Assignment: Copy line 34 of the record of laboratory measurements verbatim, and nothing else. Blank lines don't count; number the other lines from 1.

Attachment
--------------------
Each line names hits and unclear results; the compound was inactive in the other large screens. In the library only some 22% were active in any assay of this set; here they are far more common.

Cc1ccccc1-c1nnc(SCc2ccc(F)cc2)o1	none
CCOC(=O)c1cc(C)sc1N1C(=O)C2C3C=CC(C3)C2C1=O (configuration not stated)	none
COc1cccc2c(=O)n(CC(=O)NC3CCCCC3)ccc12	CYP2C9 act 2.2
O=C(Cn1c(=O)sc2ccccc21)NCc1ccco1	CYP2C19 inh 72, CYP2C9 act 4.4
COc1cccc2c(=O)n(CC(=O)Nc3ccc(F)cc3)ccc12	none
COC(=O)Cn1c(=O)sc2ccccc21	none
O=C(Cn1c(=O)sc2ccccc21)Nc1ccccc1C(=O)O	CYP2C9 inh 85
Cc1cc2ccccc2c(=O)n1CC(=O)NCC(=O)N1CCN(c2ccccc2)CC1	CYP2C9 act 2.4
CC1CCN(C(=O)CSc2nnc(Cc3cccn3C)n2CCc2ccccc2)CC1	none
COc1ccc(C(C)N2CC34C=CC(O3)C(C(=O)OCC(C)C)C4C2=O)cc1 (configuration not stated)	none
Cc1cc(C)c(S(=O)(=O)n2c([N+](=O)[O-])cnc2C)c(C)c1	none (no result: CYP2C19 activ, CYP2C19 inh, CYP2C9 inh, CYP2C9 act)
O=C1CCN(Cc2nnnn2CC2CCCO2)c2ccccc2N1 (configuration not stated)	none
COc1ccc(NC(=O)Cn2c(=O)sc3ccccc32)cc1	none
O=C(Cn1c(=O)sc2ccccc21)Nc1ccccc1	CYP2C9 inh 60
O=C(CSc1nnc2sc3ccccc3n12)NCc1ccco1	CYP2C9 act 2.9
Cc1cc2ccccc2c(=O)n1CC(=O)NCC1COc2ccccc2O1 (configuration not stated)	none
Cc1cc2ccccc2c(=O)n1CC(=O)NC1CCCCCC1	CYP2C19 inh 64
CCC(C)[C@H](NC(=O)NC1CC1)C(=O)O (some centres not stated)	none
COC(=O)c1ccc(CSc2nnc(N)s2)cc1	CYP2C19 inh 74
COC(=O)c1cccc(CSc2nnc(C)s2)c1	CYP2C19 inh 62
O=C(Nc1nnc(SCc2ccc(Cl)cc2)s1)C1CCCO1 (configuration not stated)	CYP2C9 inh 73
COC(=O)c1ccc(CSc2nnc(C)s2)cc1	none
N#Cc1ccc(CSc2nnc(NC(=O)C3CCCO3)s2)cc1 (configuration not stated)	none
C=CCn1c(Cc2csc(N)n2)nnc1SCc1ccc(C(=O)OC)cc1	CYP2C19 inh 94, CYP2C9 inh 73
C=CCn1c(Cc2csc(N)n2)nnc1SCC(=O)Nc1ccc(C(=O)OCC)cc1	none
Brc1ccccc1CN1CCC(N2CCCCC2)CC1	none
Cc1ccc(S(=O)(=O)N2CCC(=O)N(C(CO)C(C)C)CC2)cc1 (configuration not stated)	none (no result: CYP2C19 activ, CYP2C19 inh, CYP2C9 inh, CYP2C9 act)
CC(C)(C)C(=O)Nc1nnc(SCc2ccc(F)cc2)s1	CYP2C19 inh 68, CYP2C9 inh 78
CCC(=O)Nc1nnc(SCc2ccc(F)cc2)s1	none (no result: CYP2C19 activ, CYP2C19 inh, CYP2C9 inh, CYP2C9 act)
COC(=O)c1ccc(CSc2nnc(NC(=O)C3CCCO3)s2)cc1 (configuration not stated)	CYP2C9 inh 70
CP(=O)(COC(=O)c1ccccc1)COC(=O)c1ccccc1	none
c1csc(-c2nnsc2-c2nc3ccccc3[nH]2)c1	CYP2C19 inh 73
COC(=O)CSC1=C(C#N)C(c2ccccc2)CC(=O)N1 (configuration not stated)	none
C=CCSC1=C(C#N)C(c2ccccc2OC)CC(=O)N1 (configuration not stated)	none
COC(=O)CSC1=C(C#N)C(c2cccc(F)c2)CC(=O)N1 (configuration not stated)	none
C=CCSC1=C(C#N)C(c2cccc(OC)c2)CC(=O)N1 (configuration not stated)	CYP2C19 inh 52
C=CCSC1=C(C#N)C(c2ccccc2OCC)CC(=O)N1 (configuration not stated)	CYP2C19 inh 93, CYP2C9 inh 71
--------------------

COC(=O)CSC1=C(C#N)C(c2ccccc2)CC(=O)N1 (configuration not stated)	none